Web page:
“It’s not you, it’s me” Dating, breaking up and starting all over again…
Raise your hand if you have never used that phrase when breaking up with someone? Anyone? Just as I suspected. The truth is, when dealing with this type of conflict, it seems that human beings find it way easier to blame themselves than the other person. But that is typically not a true statement. It takes two to tango. We each play a part in a relationship. And the reality is, in most instances, it’s not about finding blame or who is more or less guilty. It could simply be our interests changed, we didn’t know each other as good as we thought, we are not as compatible, and so on. It is just the reality of life and relationships and the path we follow to find that special someone to continue our journey with. So I have found that sometimes, it’s not you, and it’s not me either. Or is it?
I have noticed that every time a relationship comes to an end, I hurt. I feel it deeply. I have this strong physical pain that manifests on my chest, which makes me realize that “heartbreaks” are a real thing. I typically go into this frenzy of trying to figure out what I did wrong. What is it of the “it’s me” that I need to change for next time. Or was it them? I spend countless hours, days, months, going around and around this same topic. In any direction I could possibly imagine. There are situations where the challenges are more tangible, but there are others where it isn’t that clear cut. Not only that… sometimes the other person could be the one creating the storm, and yet when asked, they themselves may not understand it. So in those instances, why does it hurt so much when it is not a reflection on me? Why does it hurt so much when it was their actions, words, and feelings that created the turmoil? Is it because there is no explanation? Is it because I am not “them”, and as such, am unable to fully understand? Or is it because the wounds they created are simply just showing me where the scars I already had are? I realized that it is me after all that may be exacerbating the hurt by not allowing my mental, emotional and physical beings to find a good balance, and allowing my fears to convince me that those scars may be opening up again, and again over time. If I don’t learn to live with them and understand they are a part of who I am, much like real scars on the physical body, I will not be able to ever experience the joy of being with someone again. If I don’t learn that they are not something that will open and bleed every time I experience something negative, I will be fearful that any new person will be a potential threat to those scars that have healed already. It is important to believe in the fact that the scars are there because I have experienced, and they are reminder of what I don’t like, don’t want and will not / should not accept. But just because I fell and got hurt, it doesn’t mean I can’t get up and keep walking.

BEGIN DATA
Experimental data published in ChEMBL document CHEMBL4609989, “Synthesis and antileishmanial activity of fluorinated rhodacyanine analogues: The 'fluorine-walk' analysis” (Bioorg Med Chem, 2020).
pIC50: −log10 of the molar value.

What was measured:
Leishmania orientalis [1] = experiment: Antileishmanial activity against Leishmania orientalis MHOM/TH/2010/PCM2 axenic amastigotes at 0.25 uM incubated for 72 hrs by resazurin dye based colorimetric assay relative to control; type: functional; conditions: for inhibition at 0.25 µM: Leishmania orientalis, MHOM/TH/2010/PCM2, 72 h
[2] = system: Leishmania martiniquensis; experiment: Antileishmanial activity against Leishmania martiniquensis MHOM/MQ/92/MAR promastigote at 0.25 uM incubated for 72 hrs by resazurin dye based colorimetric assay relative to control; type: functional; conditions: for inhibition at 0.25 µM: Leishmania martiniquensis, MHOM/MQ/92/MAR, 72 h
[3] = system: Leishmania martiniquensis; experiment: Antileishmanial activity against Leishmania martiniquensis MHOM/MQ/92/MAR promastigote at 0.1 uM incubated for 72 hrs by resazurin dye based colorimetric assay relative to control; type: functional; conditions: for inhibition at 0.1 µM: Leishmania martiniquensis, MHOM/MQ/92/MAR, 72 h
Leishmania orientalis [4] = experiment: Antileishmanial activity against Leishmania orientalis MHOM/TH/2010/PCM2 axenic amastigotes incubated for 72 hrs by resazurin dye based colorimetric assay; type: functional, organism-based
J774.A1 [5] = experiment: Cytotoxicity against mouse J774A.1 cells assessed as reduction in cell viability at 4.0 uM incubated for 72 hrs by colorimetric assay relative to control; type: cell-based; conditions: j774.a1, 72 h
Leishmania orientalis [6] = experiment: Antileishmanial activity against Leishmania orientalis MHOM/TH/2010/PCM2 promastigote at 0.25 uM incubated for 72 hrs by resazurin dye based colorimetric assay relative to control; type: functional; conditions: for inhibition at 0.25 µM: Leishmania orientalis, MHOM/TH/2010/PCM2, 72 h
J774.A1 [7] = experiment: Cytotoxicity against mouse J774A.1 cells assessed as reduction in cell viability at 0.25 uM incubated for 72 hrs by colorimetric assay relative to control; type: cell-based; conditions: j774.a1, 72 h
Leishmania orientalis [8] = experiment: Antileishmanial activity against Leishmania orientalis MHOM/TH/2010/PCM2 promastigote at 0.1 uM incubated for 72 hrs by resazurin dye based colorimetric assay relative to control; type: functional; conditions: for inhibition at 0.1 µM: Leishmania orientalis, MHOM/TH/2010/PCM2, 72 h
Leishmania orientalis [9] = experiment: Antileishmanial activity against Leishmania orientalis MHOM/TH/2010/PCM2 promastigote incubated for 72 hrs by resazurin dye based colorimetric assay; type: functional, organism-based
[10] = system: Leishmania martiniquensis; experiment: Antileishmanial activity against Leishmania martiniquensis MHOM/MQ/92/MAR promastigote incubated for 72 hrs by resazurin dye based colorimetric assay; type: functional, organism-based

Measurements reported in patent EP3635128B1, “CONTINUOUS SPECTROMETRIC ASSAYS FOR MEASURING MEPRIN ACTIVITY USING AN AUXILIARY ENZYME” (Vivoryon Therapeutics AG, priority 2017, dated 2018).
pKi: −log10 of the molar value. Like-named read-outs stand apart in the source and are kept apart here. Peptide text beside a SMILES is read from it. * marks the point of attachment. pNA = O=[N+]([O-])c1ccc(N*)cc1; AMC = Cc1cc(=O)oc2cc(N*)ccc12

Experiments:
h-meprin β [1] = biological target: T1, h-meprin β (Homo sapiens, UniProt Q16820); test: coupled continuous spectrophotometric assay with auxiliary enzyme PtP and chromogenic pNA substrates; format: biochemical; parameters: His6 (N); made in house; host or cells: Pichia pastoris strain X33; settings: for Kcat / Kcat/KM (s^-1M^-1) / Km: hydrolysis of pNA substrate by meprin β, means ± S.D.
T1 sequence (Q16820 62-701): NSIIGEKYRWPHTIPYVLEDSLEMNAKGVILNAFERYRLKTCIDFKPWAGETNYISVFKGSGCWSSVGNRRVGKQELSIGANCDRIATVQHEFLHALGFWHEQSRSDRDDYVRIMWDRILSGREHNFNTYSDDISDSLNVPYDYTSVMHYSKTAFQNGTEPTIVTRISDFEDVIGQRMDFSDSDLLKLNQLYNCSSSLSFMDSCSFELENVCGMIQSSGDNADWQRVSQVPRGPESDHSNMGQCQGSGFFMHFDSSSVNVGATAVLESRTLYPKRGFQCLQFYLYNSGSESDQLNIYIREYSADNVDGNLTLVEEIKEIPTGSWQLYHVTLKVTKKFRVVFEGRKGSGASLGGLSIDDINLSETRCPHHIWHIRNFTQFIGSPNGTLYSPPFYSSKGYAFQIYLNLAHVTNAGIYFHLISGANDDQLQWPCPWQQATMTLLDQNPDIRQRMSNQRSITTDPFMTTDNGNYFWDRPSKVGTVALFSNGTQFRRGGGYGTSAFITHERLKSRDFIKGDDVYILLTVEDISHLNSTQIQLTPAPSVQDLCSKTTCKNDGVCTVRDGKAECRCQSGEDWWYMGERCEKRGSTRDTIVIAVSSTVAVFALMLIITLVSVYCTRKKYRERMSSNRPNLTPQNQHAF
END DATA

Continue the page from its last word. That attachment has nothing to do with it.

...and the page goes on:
Having an “it’s me” mindset creates boundaries for ourselves that are not always healthy. It’s like a scar that is constantly bleeding. The moment we decide to let it heal for good, we can let the guard down and allow new experiences to come forward. There’s a difference between saying and ultimately believing “it’s me” and knowing “yes, I took a part in it, it hurt but I’ve healed”. Perception is everything. And our minds do believe in what we tell them.